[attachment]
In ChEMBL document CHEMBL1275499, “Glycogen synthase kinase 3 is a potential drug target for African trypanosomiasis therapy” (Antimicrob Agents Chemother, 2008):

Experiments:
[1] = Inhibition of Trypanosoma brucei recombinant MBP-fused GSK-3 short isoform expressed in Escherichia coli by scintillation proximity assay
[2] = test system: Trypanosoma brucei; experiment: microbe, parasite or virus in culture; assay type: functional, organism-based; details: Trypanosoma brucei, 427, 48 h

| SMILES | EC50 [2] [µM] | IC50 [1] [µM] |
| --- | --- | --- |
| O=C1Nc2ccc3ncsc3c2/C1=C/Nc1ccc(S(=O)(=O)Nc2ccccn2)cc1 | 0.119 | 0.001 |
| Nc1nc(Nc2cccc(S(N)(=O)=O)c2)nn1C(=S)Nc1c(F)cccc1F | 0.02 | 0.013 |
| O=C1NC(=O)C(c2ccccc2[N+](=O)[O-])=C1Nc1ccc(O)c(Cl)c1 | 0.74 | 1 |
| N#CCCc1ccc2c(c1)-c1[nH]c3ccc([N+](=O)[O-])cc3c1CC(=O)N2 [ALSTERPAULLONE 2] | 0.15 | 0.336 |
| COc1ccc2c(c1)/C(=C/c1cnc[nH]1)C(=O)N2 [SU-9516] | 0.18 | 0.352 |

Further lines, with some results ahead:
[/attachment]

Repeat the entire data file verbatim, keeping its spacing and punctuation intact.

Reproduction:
In ChEMBL document CHEMBL1275499, “Glycogen synthase kinase 3 is a potential drug target for African trypanosomiasis therapy” (Antimicrob Agents Chemother, 2008):

Experiments:
[1] = Inhibition of Trypanosoma brucei recombinant MBP-fused GSK-3 short isoform expressed in Escherichia coli by scintillation proximity assay
[2] = test system: Trypanosoma brucei; experiment: microbe, parasite or virus in culture; assay type: functional, organism-based; details: Trypanosoma brucei, 427, 48 h

| SMILES | EC50 [2] [µM] | IC50 [1] [µM] |
| --- | --- | --- |
| O=C1Nc2ccc3ncsc3c2/C1=C/Nc1ccc(S(=O)(=O)Nc2ccccn2)cc1 | 0.119 | 0.001 |
| Nc1nc(Nc2cccc(S(N)(=O)=O)c2)nn1C(=S)Nc1c(F)cccc1F | 0.02 | 0.013 |
| O=C1NC(=O)C(c2ccccc2[N+](=O)[O-])=C1Nc1ccc(O)c(Cl)c1 | 0.74 | 1 |
| N#CCCc1ccc2c(c1)-c1[nH]c3ccc([N+](=O)[O-])cc3c1CC(=O)N2 [ALSTERPAULLONE 2] | 0.15 | 0.336 |
| COc1ccc2c(c1)/C(=C/c1cnc[nH]1)C(=O)N2 [SU-9516] | 0.18 | 0.352 |

Further lines, with some results ahead: